Young readers will have fun discovering homophones as they expand their reading vocabulary. Don’t bawl! You will have a ball with this lesson. Great books and fun activities are included.
Did you know that we use homophones everyday in normal conversation? A homophone is a word that is pronounced the same as another word but it is spelled differently and has a different meaning. (I did not put a knot in the rope.) There are thousands of homophones! For proof of that, check out Homophones and Homographs: An American Dictionary by James Hobbs.
For young students studying homophones helps expand their vocabulary and increase awareness of the written word. You will be surprised how often they will bring homophones to your attention after this lesson.
1. Students will expand their reading, spelling and speaking vocabulary.
2. Students will recognize that words can sound alike but have different meanings (e.g., homophones such as hair and hare).
File cards with one homophone written on each card. (Below is a list of words you may want to use.)
Procedure Day One
Use the book Dear Deer by Gene Barretta to begin the lesson. Show the students the book. It is a fiction book with some silly sentences and pictures. Tell them that you want them to learn new words that are called homophones. Don’t tell them what a homophone is but see if they can figure it out themselves! Read the book through one time without stopping. Then go back and read it a second time analyzing each sentence. The homophones are in bold print. Read just the bold printed words. Say:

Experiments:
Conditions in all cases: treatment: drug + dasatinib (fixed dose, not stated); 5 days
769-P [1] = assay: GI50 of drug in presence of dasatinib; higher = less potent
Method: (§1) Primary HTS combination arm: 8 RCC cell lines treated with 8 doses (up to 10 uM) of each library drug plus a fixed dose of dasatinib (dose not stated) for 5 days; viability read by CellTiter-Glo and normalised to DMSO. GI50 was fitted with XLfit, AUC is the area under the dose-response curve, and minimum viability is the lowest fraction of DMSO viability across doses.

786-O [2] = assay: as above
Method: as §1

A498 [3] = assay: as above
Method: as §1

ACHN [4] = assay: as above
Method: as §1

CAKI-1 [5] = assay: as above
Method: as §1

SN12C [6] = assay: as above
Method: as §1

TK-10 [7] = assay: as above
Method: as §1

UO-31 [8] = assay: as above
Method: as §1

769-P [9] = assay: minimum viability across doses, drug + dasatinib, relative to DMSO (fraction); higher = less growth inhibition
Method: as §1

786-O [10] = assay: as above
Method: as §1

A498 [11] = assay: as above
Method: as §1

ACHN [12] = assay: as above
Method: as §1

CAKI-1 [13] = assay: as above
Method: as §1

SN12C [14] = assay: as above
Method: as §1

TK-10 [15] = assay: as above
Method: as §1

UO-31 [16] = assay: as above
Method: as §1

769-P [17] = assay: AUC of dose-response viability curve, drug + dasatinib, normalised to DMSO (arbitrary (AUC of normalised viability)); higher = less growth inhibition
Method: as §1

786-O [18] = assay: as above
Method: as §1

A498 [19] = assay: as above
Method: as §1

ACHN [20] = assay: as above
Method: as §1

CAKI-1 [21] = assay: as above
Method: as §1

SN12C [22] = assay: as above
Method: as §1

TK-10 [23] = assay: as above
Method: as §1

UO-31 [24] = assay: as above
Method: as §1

- “Can you guess what a homophone is?"
- “Do you hear that the words sound the same?"
- “They sound the same but what two things are different about the words?" (They are not spelled the same. They mean different things.)
When they understand the concept it is time for the activity.
Pass out the file cards that you have prepared, one per student. Make sure that each card has a match. Ask the students to roam around to find another student holding the matching homophone. When everyone has found a partner, each pair of students must be able to present their homophones to the class. Allow a few minutes for the partners to discuss the words. To present to the class they must say the word, point out the difference in spelling and explain the meaning of each word by using it in a sentence.
Procedure Day Two:
Read the book The King Who Rained by Fred Gwynne. Introduce the book as a fiction book. Read the book straight through one time. Then read it again discussing the homophones in the text.
Write pairs of homophones on the board. As a writing assignment instruct the students to choose a pair from the list. Then write two sentences, one sentence for each word, using it correctly. Then illustrate.
Use the downloadable worksheet for homework or as an assessment activity.
Extra Activity or Center:
Play a memory game using 10-12 pairs of homophones. Use the file cards you had prepared previously. Making sure the cards all have a match, place them face down. Players take turns turning two cards over and trying to find a match. The player with the most matches wins.
Gwynne, Fred. The King Who Rained. Aladdin, 1988.
Hobbs, James. Homophones and Homographs: An American Dictionary. McFarland and Company, 2006.
Cleary, Brian. How Much Can a Bare Bear Bear? Homophones and Homonyms. First Ave. Editions, 2007.
Barretta, Gene. Dear Deer: A Book of Homophones.Henry Holt and Company, 2007.